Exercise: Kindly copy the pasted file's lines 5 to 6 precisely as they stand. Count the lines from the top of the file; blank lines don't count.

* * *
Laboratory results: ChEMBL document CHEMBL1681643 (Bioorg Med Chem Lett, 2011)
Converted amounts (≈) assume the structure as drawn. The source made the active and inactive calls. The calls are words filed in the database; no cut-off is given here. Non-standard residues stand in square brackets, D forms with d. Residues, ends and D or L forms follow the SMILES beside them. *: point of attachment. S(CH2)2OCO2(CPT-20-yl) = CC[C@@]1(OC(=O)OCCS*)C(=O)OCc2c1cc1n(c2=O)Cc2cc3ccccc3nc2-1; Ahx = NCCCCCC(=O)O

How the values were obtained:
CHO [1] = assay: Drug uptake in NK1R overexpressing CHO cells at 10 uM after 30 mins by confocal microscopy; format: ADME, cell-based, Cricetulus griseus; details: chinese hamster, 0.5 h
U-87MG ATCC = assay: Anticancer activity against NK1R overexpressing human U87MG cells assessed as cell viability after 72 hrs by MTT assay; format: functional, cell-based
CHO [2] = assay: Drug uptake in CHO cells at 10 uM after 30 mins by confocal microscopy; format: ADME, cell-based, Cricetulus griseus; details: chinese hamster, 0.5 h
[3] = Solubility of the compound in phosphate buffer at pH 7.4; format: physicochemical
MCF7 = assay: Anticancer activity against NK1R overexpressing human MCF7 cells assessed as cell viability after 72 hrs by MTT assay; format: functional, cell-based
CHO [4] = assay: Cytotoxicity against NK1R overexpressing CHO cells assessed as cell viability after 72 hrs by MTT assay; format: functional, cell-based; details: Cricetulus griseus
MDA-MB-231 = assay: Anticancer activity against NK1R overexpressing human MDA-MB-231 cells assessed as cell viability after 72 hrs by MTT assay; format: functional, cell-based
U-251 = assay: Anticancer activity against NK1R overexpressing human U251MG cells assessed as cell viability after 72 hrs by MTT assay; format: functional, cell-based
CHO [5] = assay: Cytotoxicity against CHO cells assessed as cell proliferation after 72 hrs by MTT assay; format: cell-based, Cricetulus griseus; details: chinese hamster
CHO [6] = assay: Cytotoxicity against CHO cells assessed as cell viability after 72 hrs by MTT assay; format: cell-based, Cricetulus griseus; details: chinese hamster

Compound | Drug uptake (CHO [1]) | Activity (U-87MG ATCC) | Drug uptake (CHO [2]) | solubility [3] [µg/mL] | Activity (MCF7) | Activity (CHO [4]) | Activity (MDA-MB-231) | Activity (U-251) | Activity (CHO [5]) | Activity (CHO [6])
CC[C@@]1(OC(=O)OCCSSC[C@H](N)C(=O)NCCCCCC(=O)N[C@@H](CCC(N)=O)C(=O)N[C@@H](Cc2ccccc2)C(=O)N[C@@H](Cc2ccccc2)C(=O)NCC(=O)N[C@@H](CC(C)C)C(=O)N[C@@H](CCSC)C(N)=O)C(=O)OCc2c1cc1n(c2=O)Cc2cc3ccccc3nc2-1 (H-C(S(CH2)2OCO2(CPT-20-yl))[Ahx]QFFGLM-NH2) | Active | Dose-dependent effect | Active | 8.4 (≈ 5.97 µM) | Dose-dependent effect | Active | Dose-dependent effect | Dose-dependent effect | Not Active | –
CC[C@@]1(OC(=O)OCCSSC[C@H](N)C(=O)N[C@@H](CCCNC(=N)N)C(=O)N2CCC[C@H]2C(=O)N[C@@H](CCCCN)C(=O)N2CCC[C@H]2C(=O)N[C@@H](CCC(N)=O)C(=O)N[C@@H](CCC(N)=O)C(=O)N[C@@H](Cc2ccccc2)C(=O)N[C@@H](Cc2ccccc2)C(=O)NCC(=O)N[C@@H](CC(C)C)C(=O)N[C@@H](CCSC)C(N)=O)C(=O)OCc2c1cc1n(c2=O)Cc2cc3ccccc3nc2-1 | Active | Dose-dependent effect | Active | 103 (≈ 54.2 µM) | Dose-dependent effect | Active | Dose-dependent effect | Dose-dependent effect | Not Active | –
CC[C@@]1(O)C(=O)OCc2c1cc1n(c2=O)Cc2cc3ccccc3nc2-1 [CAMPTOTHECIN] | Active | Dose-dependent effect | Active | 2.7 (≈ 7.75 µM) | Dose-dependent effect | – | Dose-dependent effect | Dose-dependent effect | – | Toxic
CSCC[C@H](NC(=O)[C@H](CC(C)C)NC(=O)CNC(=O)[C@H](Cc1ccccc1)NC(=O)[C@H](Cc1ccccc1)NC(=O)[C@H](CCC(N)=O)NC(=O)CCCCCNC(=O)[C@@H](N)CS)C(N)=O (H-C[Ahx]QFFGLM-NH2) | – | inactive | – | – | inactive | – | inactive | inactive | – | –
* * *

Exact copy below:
U-87MG ATCC = assay: Anticancer activity against NK1R overexpressing human U87MG cells assessed as cell viability after 72 hrs by MTT assay; format: functional, cell-based
CHO [2] = assay: Drug uptake in CHO cells at 10 uM after 30 mins by confocal microscopy; format: ADME, cell-based, Cricetulus griseus; details: chinese hamster, 0.5 h